’Joma’s opinion won't matter in peace talks’

The opinion of Communist Party of the Philippines founding chairman Jose Maria Sison on the peace talks does not matter with the Philippine government, the Palace said Monday, adding Sison has lost influence over the New People’s Army. 

Presidential Spokesman Salvador Panelo said President Rodrigo Duterte remains open to the idea of achieving peace even after publicly stopping the peace negotiations with the communists last month. 

“The President has always made himself open to any talks on peace. He always says, ‘Let’s leave a little window [open]’,” Panelo told reporters.

This developed as the President seeks the creation of a new peace panel to cap the decades-old armed conflict with the communist rebels, Presidential Peace Adviser Carlito Galvez said on Monday. 

In a statement, Galvez said the President plans the formulation of a new panel that will “directly engage the people on the ground to address the fundamentals of the problem.” 

“The panel will oversee the localized peace engagements. It will act as the adviser for local peace dialogues through the establishment of protocols and other legal and systematic procedures,” Galvez said.

“This includes the vital component of a security lens in this process, hence the need for former security officials to be part of the panel,” he added. 

In his speech over the weekend, Duterte again floated the possibility of forming a new peace panel to negotiate with the CPP.

But Panelo said “nothing will change” with the localized peace talks, and that they would continue. 

“We don’t have it [peace panel] right now. He hasn’t created anything. It’s still an idea,” Panelo said. 

At the campaign rally of the ruling PDP-Laban in Malaybalay City, Bukidnon, Duterte said: “I’ll look for a new one. New methods, new people to talk to. Maybe one, two, three of them are from the military. Maybe around five. Two civilian members, three from the military.”

He said the previous peace panel was dissolved because of the slow pace of the peace negotiations. 

“It took too long. Nothing happened in three years,” Duterte said.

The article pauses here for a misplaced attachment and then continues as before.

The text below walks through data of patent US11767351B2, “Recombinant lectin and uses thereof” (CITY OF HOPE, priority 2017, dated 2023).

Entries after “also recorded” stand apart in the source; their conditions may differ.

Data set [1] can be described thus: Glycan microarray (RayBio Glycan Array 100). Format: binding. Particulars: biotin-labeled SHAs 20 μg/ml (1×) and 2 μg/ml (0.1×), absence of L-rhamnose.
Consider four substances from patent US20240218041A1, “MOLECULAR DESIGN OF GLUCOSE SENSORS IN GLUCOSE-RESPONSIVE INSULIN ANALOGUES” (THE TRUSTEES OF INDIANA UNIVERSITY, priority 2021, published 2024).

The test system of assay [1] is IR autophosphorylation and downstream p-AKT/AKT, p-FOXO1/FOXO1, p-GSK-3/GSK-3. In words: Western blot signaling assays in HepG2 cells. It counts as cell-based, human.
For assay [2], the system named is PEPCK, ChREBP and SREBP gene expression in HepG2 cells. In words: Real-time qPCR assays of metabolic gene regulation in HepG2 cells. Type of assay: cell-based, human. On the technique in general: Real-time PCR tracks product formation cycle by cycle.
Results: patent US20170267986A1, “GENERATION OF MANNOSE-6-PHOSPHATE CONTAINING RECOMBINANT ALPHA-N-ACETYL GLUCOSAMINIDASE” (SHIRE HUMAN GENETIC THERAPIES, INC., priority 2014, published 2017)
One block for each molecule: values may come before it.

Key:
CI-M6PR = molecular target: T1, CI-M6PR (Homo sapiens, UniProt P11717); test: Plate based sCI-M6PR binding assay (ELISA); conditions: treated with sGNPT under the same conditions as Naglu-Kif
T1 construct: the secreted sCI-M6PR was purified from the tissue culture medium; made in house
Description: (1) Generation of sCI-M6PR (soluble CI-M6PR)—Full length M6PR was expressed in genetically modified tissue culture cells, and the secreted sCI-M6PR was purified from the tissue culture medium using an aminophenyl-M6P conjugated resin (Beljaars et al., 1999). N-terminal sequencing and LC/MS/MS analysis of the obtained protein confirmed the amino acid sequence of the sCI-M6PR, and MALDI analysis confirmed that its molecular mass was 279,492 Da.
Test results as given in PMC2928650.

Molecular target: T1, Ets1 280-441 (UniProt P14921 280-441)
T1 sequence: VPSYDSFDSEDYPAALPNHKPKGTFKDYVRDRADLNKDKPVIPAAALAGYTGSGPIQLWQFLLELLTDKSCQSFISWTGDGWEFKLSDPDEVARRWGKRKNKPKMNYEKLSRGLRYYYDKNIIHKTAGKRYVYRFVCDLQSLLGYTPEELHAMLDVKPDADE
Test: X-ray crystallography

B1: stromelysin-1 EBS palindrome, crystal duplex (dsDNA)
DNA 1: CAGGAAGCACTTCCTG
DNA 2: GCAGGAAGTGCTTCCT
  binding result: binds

But the National Democratic Front quickly shot down the President’s idea of creating a military-led peace panel. 

For Sison, instead of forming a “peace” panel, the President would only create a “war” panel with his plan to include more military men to represent the government in the negotiating table. 

“The NDF would not want to be baited into accepting a war panel, or a panel that is dominated by the military whose purpose is mainly to seek the impossible, such as the surrender of the revolutionary forces especially the NPA, the New People’s Army,” Sison said.

“Duterte is not serious and sincere in resuming the peace negotiations. He wants to impose a war panel on the NDF, and the NDF will not accept that.”

But Panelo said the Palace could not care less about Sison’s rantings. 

“It doesn’t matter whether he likes it or not. From our side, we feel that he’s not being followed by his men,” Panelo said. 

In March, Duterte announced the termination of the peace negotiations between the government and the communist rebels. 

He said he would no longer entertain any intervention or persuasion to hold peace talks with the NDF.

As the Duterte administration advances the government’s intention to create peace, Galvez, meanwhile, found it “unfortunate” that the CPP rejected the President’s another attempt to take the path to peace.

“It is but fitting to educate Mr. Sison, who has been living in a foreign land for decades and is no longer in touch with actual realities in the Philippine situation, that the new peace panel is in line with the whole-of-nation approach as embodied in Executive Order 70 aimed at addressing the root causes of the problem,” he said.

“The government has learned its lessons, albeit the hard way, from the previous formal negotiations that produced lopsided agreements that are not totally beneficial to the people,” he added. 

According to Galvez, the 80-year-old communist leader and his cohorts have been using The Hague declaration and the provisions of the Joint Agreement on Safety and Immunity Guarantees (JASIG) “not to push the peace negotiations forward but as tools to delay the resolution of the integrals of the conflict.”

“All the while, they continued with their manipulation of and attacks on the civilian communities and state security forces,” Galvez said.

“Worse, the leadership of the CPP-NPA-NDF is using the previous peace agreements not to pursue real peace but to meet their objective of overthrowing the legitimate government,” he added. 

According to Galvez, the government is creating an environment for the peace process to progress and move forward.

“The new framework will provide practical, rational, and objective principles of local peace engagements that will end the manipulation and deception against the government and the people,” he said.

“This paradigm shift is the result of historical facts and lessons derived from the previous talks,” Galvez continued. 

“This is the essence of the peace talks: To have enabling agreements based on mutual trust and understanding. The ultimate objective is to create a just, harmonious, and peaceful society and conflict-resilient communities,” he added.

Topics: Communist Party of the Philippines , Jose Maria Sison , New People’s Army , Salvador Panelo
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